Schlagwort-Archiv: Kommunikation

Calling is not blogging.

For example, if you forgot to call your father for 3 weeks, it does not make sense to call him 3 times in a single day to make up for it.

The Org Manual: 8.3.2 Repeated tasks


Social media updates from the riders are a bit sparse, it seems that they are all too busy riding bikes. Can't think why. Race Around The Netherlands - Day 1 - The beginning

C Email O.

I read a lot more email than I write, because what my job really is — in the end, my job is to say no.


So commit messages to me are almost as important as the code change itself.


A lot of open source in general is about communication. And part of it is the commit messages, part of it is just the email going back and forth. Communicating what you're trying to do or communicating why something doesn't work for you is really important.

Linus Torvalds: 'I Do No Coding Any More'

Freedom Call.

Over the past two months, I’m in voice and video conferences for several hours a day. It has become routine. But this is something else entirely. I strongly reminds me of a day 15 years ago when I had my first 3G video call to my girlfriend between Germany and Italy. She was in Rome at the time walking through the Circo Massimo and showed me the place. A magic moment, my first international video call. Today was such a magic moment again. Private end-to-end mobile voice and video calling over my own infrastructure. Ah!

Martin Sauter: XMPP Voice and Video Calls with Conversations – A Dream Come True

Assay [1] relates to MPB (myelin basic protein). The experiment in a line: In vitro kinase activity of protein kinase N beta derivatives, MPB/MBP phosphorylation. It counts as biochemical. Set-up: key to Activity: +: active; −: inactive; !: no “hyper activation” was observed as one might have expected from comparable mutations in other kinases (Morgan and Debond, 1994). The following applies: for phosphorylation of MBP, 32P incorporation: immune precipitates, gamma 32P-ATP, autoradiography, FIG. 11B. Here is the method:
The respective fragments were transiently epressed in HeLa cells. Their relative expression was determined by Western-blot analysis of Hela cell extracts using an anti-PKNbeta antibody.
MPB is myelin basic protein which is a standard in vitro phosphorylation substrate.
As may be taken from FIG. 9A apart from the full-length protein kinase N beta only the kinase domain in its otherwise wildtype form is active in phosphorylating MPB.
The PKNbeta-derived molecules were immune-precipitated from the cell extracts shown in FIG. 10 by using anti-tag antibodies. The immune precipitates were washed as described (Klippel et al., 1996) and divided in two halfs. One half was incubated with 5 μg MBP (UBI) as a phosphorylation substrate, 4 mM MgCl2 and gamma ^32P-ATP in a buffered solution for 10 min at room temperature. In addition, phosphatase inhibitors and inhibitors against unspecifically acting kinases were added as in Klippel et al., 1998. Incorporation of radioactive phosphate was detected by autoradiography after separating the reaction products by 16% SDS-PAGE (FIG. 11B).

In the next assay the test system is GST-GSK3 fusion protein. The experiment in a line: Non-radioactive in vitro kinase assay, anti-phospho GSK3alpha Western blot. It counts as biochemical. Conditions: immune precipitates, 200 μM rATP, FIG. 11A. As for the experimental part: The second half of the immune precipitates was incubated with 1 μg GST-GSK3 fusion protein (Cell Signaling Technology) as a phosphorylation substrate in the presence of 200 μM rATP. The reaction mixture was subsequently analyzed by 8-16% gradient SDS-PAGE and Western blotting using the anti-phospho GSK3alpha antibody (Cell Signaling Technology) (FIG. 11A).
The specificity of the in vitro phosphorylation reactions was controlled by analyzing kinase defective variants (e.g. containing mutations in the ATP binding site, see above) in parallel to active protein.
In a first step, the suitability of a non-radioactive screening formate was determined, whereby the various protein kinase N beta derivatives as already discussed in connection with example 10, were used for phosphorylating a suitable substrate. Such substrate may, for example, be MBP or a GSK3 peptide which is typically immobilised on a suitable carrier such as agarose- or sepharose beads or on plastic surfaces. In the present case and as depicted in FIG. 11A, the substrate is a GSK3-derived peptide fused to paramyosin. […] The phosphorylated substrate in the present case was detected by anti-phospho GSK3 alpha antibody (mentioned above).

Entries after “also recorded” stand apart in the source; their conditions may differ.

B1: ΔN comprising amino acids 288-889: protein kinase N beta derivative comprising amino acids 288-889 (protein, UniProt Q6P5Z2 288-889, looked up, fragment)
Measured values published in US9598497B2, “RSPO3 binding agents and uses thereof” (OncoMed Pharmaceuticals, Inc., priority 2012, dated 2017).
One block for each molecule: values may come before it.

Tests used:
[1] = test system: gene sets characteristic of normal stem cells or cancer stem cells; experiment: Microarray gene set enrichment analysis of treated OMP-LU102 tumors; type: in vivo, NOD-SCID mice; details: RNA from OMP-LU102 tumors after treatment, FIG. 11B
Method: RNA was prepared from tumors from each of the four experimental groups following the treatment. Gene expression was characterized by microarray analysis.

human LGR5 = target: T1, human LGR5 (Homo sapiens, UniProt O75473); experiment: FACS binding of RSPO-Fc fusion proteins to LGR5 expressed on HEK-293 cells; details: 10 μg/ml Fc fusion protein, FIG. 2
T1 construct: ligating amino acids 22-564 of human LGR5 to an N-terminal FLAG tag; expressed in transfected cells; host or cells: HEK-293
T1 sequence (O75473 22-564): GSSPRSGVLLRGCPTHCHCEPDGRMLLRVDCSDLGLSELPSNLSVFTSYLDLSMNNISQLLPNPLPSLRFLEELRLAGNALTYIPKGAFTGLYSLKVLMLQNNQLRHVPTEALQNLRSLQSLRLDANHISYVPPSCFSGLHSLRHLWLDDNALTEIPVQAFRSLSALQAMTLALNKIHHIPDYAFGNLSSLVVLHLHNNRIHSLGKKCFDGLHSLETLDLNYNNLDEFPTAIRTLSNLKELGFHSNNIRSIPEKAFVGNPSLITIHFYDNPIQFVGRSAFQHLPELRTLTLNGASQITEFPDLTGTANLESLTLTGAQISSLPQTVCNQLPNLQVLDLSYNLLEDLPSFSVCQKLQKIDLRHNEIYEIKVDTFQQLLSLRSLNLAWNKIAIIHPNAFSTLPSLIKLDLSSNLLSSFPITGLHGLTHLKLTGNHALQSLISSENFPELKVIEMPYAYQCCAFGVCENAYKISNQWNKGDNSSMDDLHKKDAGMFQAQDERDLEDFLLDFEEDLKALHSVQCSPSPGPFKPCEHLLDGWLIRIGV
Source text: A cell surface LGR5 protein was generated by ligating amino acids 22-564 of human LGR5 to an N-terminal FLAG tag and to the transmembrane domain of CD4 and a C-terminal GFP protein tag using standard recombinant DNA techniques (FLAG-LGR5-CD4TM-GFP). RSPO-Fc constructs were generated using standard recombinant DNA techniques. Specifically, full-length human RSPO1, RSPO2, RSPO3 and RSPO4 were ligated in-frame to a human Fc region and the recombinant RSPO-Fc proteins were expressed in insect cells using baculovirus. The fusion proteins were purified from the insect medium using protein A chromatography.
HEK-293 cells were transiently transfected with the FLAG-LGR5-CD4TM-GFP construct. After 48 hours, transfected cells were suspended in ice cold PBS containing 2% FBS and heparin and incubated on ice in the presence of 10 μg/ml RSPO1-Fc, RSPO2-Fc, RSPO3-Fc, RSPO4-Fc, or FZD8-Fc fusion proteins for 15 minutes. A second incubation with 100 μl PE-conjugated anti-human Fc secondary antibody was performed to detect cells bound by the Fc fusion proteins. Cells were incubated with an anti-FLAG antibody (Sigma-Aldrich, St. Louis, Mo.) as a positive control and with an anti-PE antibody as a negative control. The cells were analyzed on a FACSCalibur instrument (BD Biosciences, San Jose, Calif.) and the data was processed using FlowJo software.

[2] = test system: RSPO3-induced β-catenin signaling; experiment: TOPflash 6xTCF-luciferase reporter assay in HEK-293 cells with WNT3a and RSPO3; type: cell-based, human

How to ensure people don't email you to your GoogleMail account? Don't have one!

Die ICQ Liste unseres Jahrgangs.

All means of communication develop (and disappear together with) their own style.

You know you want (g)it.

When writing an academic article with multiple collaborators, you really want to be using a git repository to manage your LaTeX sources and/or other related materials.

I think this is common advice given out to grad students in CS and related departments, but a lot of people don’t really seem to be taking it to heart. Using tools like Overleaf, ShareLaTeX, or even a shared sync folder like Dropbox seems to be the norm. While I’m in agreement that these tools can really reduce the friction for getting started, I think that it’s in your best interest as a graduate student learning how to write effectively in an academic setting to use a git repository instead. Here are my reasons why.

Chase Geigle: Overleaf Considered Harmful: Why a Simple git Repository is Best for Academic Writing

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